Happy customers talk, but so do unhappy ones. In fact, unhappy customer service stories reach more than twice as many ears as happy customer service stories. We live in an era where companies and careers rise and fall through LinkedIn, Yelp, and Instagram. Competitors are always just a click away, and the obstacles to market entry are minimal. Given this intensity of competition, it becomes imperative that businesses find tools and implement strategies to assist. Customer Relationship Management (CRM) software tracks and analyzes all of the interactions one has with potential and existing clients. It centralizes, simplifies, and secures information for easy access. CRM in the telecom industry can serve as a powerful tool to increase sales and improve customer engagement. Here’s how.
1. Increase Sales
It goes without saying that most sales people would rather not add to their already-substantial burden. While their focus should be on generating and executing sales, CRM in telecom is often perceived as a distraction or a means for management to babysit. In reality, this view discounts the value CRM can provide.
As reported by The Tas Group, approximately 67 percent of salespeople miss their quota in any given month. At the same time, an impressive 65 percent of those same people meet their quota when using a mobile CRM. In short, an effective CRM results in increased telecom sales.
The telecom industry is known for having high fallout rates. High fallout rates lead to an increased cost per order, delayed processing cycles, and poor customer service. In other words, less revenue. Error free order entry and validation processes, such as those provided through CRMs, can reduce the rate of fallouts.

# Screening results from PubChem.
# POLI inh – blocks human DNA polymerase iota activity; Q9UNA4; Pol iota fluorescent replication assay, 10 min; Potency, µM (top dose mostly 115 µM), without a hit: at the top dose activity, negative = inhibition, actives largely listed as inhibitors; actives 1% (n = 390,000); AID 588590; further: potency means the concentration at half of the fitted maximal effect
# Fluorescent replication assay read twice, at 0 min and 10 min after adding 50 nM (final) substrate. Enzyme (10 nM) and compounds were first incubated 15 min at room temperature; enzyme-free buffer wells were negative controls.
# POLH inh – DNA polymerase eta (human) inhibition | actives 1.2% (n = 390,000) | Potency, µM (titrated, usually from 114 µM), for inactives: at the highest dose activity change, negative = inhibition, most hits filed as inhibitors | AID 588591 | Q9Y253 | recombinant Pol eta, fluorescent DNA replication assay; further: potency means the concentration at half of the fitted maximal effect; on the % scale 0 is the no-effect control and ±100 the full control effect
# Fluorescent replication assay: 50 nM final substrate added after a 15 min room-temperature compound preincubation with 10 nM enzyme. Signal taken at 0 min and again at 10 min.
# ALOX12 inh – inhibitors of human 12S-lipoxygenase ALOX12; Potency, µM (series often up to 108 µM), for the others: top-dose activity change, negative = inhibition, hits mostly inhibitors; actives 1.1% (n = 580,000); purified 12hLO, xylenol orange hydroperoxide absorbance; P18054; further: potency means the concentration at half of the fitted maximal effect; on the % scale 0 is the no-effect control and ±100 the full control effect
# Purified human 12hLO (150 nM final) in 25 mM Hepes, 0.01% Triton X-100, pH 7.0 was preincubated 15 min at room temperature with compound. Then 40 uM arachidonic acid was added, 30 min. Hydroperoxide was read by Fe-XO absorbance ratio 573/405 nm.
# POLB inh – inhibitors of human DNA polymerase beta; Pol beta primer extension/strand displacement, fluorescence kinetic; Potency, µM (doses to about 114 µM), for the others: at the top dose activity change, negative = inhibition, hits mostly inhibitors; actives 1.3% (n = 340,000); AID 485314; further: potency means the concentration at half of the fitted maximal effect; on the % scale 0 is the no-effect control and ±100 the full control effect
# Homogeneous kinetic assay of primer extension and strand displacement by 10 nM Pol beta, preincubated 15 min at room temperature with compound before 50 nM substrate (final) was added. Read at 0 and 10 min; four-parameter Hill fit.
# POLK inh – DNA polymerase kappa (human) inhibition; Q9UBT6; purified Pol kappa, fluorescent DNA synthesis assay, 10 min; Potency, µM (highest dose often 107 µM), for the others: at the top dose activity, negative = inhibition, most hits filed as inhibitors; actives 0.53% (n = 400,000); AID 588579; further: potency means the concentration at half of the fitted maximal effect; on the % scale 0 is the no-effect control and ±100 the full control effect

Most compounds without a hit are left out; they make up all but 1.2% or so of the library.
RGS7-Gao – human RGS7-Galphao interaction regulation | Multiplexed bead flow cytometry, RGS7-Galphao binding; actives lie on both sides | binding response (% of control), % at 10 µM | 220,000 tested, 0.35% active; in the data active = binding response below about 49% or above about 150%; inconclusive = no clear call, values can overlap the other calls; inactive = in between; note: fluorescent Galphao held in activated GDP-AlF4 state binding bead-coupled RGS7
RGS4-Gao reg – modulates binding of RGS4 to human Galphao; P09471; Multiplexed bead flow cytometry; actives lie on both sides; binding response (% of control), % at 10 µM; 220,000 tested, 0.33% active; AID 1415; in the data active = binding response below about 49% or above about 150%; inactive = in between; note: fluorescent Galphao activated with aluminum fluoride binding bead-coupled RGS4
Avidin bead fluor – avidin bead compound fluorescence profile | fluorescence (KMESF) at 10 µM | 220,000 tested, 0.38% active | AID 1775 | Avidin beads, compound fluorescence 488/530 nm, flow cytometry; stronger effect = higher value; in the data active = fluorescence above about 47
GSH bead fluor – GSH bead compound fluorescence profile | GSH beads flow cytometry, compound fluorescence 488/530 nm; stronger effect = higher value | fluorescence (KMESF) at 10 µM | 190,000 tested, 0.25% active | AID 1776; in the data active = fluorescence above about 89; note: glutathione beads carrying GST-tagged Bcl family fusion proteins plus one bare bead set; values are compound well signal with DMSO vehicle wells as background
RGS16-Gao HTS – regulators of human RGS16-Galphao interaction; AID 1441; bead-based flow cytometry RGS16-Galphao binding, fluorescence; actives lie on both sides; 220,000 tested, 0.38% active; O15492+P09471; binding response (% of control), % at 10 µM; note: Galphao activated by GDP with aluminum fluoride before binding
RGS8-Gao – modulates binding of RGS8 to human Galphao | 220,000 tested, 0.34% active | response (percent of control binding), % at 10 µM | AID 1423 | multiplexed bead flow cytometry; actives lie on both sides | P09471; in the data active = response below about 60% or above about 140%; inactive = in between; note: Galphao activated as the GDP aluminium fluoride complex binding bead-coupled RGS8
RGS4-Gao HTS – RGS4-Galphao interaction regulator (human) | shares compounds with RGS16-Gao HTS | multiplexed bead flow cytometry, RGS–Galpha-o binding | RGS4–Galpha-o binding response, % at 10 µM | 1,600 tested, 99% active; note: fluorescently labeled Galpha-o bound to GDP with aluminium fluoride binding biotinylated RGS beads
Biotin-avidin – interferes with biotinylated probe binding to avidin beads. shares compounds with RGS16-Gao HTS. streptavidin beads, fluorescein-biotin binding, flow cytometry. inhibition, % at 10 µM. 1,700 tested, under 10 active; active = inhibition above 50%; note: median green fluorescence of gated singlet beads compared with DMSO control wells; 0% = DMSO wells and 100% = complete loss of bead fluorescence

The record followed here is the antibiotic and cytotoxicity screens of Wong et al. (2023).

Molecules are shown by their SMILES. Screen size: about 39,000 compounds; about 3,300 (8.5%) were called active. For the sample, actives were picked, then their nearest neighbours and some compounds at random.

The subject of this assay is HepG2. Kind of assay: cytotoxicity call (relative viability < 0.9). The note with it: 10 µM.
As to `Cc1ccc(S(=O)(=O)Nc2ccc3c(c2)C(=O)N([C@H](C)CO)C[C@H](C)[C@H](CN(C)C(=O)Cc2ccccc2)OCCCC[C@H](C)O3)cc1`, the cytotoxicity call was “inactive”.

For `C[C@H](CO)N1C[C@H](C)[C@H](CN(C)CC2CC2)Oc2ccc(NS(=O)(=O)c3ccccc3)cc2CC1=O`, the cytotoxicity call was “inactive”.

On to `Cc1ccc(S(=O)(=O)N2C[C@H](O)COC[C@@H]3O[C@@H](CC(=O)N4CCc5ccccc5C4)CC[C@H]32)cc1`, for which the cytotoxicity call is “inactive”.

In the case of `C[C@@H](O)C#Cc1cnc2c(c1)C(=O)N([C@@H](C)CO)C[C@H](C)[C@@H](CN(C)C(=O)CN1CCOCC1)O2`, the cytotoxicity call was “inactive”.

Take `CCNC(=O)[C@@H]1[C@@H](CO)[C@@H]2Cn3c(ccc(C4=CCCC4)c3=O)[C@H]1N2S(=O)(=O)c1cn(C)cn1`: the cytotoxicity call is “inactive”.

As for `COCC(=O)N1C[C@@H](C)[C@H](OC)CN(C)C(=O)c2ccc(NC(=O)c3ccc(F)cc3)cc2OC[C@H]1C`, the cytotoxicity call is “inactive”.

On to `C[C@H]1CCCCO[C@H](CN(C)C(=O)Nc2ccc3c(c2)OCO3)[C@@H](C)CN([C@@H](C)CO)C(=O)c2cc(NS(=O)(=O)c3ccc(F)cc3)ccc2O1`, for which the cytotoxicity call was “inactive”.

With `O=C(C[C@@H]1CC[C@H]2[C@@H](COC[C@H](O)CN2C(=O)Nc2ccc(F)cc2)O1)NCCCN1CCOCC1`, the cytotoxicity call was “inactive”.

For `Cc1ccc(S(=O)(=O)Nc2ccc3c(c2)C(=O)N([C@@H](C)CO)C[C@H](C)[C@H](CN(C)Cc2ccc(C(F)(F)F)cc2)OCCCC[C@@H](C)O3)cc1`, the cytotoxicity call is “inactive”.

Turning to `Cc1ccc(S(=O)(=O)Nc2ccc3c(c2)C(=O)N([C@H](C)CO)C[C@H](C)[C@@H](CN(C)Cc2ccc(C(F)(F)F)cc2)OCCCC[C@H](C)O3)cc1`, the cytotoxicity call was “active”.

2. Expand Business
Seeking new leads isn’t just a salesperson’s task; it entails a variety of manual and automated actions across multiple channels. Telecom CRM is integral to this process. It helps employees cultivate leads from seminars, conferences, trade shows, and webinars; it helps generate leads from email lists and website visitors; it allows managers to forward those leads to salespeople so that follow-up can be done immediately, while the business is on a potential customer’s mind.
CRM can also direct telecom employees to cross-selling or upselling opportunities. It can, furthermore, be used to improve efficiency so that top-of-the-funnel opportunities are maximized.
3. Competitive Analysis
The telecom industry is both highly concentrated and competitive. There are a lot of companies with the financial muscle to lure away customers. Competitive analysis is a necessity for any telecom business that wants to succeed. CRM in telecom helps manage this by providing a detailed overview of brand equity, distribution channels, post purchase service, and support, and customer exclusivity. By engaging in competitive analysis, companies can benchmark their own practices and processes.
4. Provide a Forward Perspective